This can only be possible through Inculturation: "…Communicating the gospel in a more indigenous way" . Shorter defines Inculturation as "the on going dialogue between faithand culture or cultures" . This means that Christianity can only exist in a cultural form, and Christ needs to be in dialogue with the Culture. One does not need to do a lot ofresearch to find out that whenever the gospel has been preached, it bas been incarnated inthe experiences of the people to whom it is proclaimed. One of the task that faces AfricanTheologians is that of making Christ more real in and through African life and thought. For many Africans, life is holistic. There is no solid demarcation between the sacredand secular, hence the saying: "Our world is like a drum; if you beat one part, everythingvibrates". Africans do not separate the person of Christ from his work. To them Jesus is concerned about the whole of life and, therefore, has a message for the poor and oppressed.The gospel will be meaningful if it is formulated in the idiom and thought patterns of the people.

A number of models are being suggested by African Theologians as relevant and meaningful models of Christology which are drawn from the African world. In this work, I will attempt a systematic und scientific analysis of some of these models of Christology. For a more precise overview of the work, it has been divided into five chapters. Chapter one occupies itself with the development of Christological Reflections starting from the New Testament period, running through the patristic period and Middle Ages till the modern times. Chapter two examines the meaning and contents of African Traditional Religion and Culture. Highlighting the nature of Culture and Portraying Religion as a cultural system, it x-rays the African Cultural Values, outlining the Basic Doctrines of African Traditional Religion and areas of a possible dialogue with Christianity.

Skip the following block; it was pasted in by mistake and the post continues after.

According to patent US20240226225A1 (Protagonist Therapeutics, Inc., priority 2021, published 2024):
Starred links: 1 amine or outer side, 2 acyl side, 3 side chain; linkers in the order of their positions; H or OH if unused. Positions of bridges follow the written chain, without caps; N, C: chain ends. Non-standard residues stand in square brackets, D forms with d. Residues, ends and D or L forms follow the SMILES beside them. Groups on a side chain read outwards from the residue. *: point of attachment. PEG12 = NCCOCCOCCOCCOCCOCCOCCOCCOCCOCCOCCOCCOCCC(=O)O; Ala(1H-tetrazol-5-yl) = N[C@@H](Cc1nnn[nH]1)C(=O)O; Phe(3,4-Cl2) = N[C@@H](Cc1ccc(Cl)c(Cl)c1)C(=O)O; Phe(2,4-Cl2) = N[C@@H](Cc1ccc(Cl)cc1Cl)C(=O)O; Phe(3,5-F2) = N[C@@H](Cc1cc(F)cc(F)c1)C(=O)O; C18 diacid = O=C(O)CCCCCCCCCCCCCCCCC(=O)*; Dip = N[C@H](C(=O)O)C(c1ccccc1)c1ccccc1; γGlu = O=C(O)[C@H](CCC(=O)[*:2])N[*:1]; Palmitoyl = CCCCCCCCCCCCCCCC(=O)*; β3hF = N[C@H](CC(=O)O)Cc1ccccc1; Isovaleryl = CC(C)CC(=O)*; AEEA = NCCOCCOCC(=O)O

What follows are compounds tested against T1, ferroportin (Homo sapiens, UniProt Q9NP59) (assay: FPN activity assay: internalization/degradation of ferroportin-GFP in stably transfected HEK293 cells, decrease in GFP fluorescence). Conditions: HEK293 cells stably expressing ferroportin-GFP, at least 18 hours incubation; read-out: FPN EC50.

Articulating the Christian Faith from an African Perspective, Chapter three Occupies itself with the Origin and development of African Theology as an African response to the reception of the Christian Faith within the African context. In Chapter four, Jesus Christ is made the subject of African Theological inquiries. Some Images of Jesus Christ in Africa has been examined: Ancestral Image, Initiatory Image, Jesus as Healer, Saviour Image, Jesus as Liberator and Guest Christology.

A Critical appraisal of the work in Chapter five reveals among others some persistent problems facing the African Theology and Christology. In view of this, one would agree with John Parratt that "the Church in Africa is faced with different problems from those which face most Churches in the Western world, problems to which European theology can provide no relevant ready made answers. African Theologians are attempting to grapple with these problems, and to relate the gospel to the practical issues, whether social and political, or cultural and liturgical, which confront them. As such, theology in Africa is not only a practical task, but one whose results can greatly enrich Christendom as a whole" .